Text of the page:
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adverb

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noun ad·verb \ˈad-ˌvərb\

Definition of adverb

  1. :  a word belonging to one of the major form classes in any of numerous languages, typically serving as a modifier of a verb, an adjective, another adverb, a preposition, a phrase, a clause, or a sentence, expressing some relation of manner or quality, place, time, degree, number, cause, opposition, affirmation, or denial, and in English also serving to connect and to express comment on clause content In “arrived early” the word “early” is an adverb. — compare adjunct, conjunct, disjunct

Examples of adverb in a sentence

  1. In arrived early, runs slowly, stayed home, and works hard the words early, slowly, home, and hard are adverbs.

What is an adverb?

Adverbs are words that usually modify—that is, they limit or restrict the meaning of—verbs. They may also modify adjectives, other adverbs, phrases, or even entire sentences.

An adverb answers the question when?, where?, how?, how much?, how long?, or how often?:

The elections are coming soon.

They only shopped locally.

They are happily married.

The roads are very steep.

He stopped by briefly to say hello.

My daughter calls me regularly.

Most adverbs are formed by adding -ly to an adjective. If the adjective already ends in -y, the -y usually changes to -i.


bold / boldly
solid / solidly
interesting / interestingly
heavy / heavily
unnecessary / unnecessarily

There are, however, many common adverbs that do not end in -ly, such as again, also, just, never, often, soon, today, too, very, and well.

There are a few different kinds of adverbs. The words when, where, why, and how are called interrogative adverbs when they begin a question.

When did the event occur?

Where is the proof?

Why was he so late?

How did they get here?

The relative adverbswhere, when, and why (how is sometimes included as well)—introduce subordinate clauses (also called dependent clauses), which are clauses that do not form simple sentences by themselves.

This is the house where I grew up.

They go to bed when they want to.

She wondered why the door was open.

When an adverb modifies a whole sentence or clause, it is called a sentence adverb. Words such as fortunately, frankly, hopefully, and luckily are generally used as sentence adverbs and usually express the speaker's feelings about the content of the sentence. Such adverbs normally come at the beginning of a sentence, but may also come in the middle or at the end.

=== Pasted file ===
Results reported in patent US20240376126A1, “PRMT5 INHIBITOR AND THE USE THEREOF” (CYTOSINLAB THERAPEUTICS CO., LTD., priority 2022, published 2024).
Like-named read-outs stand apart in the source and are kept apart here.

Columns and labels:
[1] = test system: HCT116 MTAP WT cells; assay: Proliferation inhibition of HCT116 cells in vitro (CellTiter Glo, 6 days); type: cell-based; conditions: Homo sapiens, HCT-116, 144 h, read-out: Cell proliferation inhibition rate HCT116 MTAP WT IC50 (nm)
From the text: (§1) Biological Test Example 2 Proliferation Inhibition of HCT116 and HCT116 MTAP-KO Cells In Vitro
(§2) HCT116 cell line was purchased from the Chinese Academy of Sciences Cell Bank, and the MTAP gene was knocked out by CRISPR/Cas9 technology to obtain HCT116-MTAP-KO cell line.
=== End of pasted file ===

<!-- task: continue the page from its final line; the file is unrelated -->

Unfortunately, Friday will be cloudy.

Friday, unfortunately, will be cloudy.

Friday will be cloudy, unfortunately.

Origin and Etymology of adverb

Middle English adverbe, from Medieval French, from Latin adverbium, from ad- + verbum word — more at word


First Known Use: 14th century

Other Grammar and Linguistics Terms


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adverb

adjective ad·verb

Definition of adverb

  1. :  adverbial the adverb suffix “-ly”

Origin and Etymology of adverb

see 1adverb


First Known Use: 1875

Other Grammar and Linguistics Terms



ADVERB Defined for English Language Learners

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adverb

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noun ad·verb \ˈad-ˌvərb\

Definition of adverb for English Language Learners

  • : a word that describes a verb, an adjective, another adverb, or a sentence and that is often used to show time, manner, place, or degree


ADVERB Defined for Kids

adverb

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noun ad·verb \ˈad-ˌvərb\

Definition of adverb for Students

  1. :  a word used to modify a verb, an adjective, or another adverb and often used to show degree, manner, place, or time The words “almost” and “very” in “at almost three o'clock on a very hot day” are adverbs.



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